Last week I told you a bit about WHY I got my doctorate. I shared why I went into the program 3 years ago and now (3 years later) what I think were some of the bigger reasons that God led me to it … reasons that I didn’t see back then, but can see much more clearly now.
Today, though, I want to share with you my top 3 biggest takeaways from the program. Over the course of the last 3 years I’ve taken 6 classes, have read a bazillion books, have written a gazillion papers, and have somehow written and defended a 170 page document about social media and how the church can use it to connect people together and connect people to God.
ALL the while …
Moving from New Jersey to North Carolina.
Raising a human.
Working 1.5 – 2 hours from home.
Owning a house.
And dealing with a variety of other crazy curveballs that life has thrown our way – my wife was in a car accident last Fall and totaled her car, I had the flu, our daughter had a respiratory infection with a 105 fever.
All of that to say, I’ve learned a few things about life, leadership, the spiritual journey, and being human and I thought I’d use this week to share with you just a few of those things that have impacted me the most from the classroom in this doctoral journey.
Here we go. 3 years. 3 takeaways.
TAKEAWAY ONE – Deal With Your Beachballs
In my first class in the program I studied under Dr. Rob Reimer as he took our class through some principles of caring for your soul. If you haven’t heard of Dr. Reimer, you’re missing out. Stop what you’re doing, go to Amazon, and buy these books.
Confession: since encountering those books I’ve experienced a significant shift in my theology and my understanding of God and so although I might not feel as strongly about every part of those books as I once did, they have had a profound impact on my faith and my walk with God, I go back to them constantly, and I recommend them for everyone, everywhere.
They are important books that have shaped my walk with God and they are on my list of the top 10 books I’d recommend people read.
Anyways, in essence, the class taught us that we can’t effectively care for people if we aren’t effectively caring for ourselves and one of the most important parts of the class was a section on beachballs.
Let me explain that.
Everyone has stuff happen in their lives that affect them in profound, (often) negative ways.
Like, we live in a world that is full of chaos where stuff happens to us that we don’t plan to happen, don’t wish to happen, and wish we could undo and make go away.
Some of us were abused.
Some of us lost parents at an early age.
Some of us grew up alone.
Some of us have horrible memories of childhood.
Some of us have horrible memories of marriage.
Some of us have had lives that have just plain sucked.
Some of us made terrible decisions in the past.
(Can I get an AMEN?)
In short, we’ve all been dealt a blow or two or three that made a lasting, negative impact on our lives. Life happens, as they say, and there is often no way to escape the inevitable hurts and pains that accompany it.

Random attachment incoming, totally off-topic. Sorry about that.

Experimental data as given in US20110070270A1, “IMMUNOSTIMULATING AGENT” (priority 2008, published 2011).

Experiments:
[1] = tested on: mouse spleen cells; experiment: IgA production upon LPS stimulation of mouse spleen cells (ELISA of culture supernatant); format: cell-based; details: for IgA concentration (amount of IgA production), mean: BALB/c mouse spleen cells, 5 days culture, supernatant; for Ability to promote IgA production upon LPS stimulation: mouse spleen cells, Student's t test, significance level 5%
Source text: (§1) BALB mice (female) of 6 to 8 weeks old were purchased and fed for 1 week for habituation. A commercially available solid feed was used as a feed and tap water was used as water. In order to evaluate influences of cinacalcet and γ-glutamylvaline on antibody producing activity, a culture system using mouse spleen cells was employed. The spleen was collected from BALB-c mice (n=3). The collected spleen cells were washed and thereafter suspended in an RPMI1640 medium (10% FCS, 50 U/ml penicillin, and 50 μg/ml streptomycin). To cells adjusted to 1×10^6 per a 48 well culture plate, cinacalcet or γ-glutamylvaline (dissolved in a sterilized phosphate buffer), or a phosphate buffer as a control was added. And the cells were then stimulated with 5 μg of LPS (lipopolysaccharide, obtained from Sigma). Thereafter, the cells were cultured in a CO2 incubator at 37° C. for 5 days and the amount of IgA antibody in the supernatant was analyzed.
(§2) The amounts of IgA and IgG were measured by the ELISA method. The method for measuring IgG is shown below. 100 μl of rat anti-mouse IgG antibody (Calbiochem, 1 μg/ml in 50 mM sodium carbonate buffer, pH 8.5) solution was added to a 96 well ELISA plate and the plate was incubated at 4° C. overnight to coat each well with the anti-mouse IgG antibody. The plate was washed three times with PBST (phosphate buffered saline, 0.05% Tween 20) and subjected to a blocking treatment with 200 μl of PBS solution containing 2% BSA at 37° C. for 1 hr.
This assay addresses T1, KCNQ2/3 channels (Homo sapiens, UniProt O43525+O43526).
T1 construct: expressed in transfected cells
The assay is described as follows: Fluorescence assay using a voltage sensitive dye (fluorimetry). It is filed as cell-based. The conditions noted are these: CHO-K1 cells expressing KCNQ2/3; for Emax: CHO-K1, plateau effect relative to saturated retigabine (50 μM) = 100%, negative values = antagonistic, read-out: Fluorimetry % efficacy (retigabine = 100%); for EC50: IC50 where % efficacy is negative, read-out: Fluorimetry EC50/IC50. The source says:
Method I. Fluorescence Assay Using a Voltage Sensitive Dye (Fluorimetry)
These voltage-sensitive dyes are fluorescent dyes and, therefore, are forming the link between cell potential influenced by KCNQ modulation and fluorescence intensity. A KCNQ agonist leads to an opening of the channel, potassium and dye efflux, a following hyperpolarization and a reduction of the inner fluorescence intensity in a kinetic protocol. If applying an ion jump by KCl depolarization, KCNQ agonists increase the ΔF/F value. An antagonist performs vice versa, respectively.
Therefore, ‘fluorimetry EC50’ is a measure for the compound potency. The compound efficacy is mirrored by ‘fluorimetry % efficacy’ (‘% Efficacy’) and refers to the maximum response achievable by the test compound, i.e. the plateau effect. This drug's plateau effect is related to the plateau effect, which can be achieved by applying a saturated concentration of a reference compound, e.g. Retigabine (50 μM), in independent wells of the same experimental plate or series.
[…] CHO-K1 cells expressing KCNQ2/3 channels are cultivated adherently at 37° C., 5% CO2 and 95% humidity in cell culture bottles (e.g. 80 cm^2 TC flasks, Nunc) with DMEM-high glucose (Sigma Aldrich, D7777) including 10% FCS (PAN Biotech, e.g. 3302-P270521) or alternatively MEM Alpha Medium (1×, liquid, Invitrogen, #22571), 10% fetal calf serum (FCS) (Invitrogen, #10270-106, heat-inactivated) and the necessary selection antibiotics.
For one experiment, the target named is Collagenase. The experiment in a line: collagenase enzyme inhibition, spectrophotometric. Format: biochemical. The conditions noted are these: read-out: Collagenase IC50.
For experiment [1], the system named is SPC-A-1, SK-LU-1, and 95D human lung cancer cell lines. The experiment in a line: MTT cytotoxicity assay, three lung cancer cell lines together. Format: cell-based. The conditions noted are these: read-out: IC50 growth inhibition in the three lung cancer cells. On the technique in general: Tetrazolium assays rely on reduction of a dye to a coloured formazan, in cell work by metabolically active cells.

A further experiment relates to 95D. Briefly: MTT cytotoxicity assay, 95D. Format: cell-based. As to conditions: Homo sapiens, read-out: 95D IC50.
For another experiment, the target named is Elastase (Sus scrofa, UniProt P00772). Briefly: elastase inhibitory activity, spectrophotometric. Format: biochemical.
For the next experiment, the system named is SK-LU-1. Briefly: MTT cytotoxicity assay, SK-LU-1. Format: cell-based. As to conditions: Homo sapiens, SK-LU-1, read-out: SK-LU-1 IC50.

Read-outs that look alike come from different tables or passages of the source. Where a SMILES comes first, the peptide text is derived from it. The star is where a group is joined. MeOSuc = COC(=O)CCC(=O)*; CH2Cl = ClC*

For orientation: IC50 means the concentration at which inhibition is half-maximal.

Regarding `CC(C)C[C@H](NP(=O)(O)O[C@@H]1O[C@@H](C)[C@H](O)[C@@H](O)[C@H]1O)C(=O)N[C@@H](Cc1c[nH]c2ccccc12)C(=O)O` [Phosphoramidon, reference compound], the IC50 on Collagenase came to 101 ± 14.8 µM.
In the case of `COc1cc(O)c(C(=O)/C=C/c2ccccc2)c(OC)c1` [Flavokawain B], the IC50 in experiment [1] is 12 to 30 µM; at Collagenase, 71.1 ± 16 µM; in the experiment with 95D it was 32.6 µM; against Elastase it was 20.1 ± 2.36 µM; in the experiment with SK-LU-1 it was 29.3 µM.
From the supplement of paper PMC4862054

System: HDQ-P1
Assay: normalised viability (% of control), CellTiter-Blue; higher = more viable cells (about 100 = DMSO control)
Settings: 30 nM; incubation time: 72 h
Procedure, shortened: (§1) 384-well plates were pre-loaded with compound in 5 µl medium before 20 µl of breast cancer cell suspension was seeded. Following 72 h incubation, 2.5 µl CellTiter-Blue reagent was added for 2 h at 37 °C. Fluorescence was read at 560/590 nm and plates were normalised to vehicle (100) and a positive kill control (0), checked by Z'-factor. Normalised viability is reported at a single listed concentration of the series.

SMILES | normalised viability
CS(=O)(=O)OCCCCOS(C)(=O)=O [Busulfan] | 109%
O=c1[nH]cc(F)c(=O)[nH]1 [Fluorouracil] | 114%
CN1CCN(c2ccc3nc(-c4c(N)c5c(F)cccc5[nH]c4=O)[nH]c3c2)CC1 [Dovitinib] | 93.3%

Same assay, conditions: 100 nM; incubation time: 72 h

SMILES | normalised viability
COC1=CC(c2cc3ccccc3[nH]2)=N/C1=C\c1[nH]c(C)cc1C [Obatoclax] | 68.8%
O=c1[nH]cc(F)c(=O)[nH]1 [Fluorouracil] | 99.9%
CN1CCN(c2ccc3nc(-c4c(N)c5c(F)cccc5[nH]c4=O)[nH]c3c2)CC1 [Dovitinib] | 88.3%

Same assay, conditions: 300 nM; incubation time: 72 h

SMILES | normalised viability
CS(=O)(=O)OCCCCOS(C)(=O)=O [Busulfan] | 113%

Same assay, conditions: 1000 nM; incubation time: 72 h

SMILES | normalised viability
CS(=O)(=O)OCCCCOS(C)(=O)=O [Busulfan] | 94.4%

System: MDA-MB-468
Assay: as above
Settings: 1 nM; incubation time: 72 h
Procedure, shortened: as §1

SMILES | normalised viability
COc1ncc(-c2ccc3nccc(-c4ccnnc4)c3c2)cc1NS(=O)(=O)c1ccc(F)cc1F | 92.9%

The question, though, is what do we do with those pains and hurts? Like, when life happens – how do we respond? What do we do with what’s been handed to us?
For many of us we do whatever we need to do in order to keep going, right? And so we push the beachball of pain beneath the surface of the our lives and do everything we can to keep it from popping back up so that we can just …
That beachball, though, pops up when we least expect it or least want it to. Doesn’t it? Like, your spouse says something fairly innocent, but says it with that same tone or look on his face that your abusive father used to have when he spoke to you or your mother and it absolutely sends you off the handle.
You launch back at him.
You throw a plate at him.
You tell him to get out of the house and never come back.
You make him sleep on the couch.
You tell him you hate him.
You give him the cold shoulder.
Not because he is your dad, but because the beachballs lunged right through the surface of your soul. The look he gave you or the tone he spoke to you in reminded you of your dad; your dad did those things or said those things to you 30 years ago, but 30 years later you’re still trying to pretend it didn’t happen by jamming the beachball beneath the surface of your life … hoping it’ll just disappear.
It won’t. It never does. It refuses to be ignored. Instead, it keeps coming up, keeps popping up, and keeps creating more headaches, more chaos, and more heartbreak in your life. Every time something happens or someone says something to you that reminds you of your dad and the horror he created in your childhood, the beachball makes a splashing appearance.
This is obviously an extreme example, but you get the picture, right? When we don’t deal with our crap, our crap comes back to deal with us and bite us down the road. When we push the beachball of pain beneath the surface of the water, it’s only a matter of time before we’re not paying attention and it pops back back up in our face and the faces of those around us, and creates more and more and more trouble.
And so one of the first things I learned in this program was that I need to deal with my beachballs.
For me, dealing with my beachballs took on a variety of different forms. For starters, I went for some counseling. It was a requirement in the class and I’m glad that it was. For about 6 months I met with a counselor every other week and we talked about my father. I’m not going to get into all the details here, but let’s just say that I was carrying around a variety of different sized beachballs that I’ve spent years trying to keep underwater any way that I could.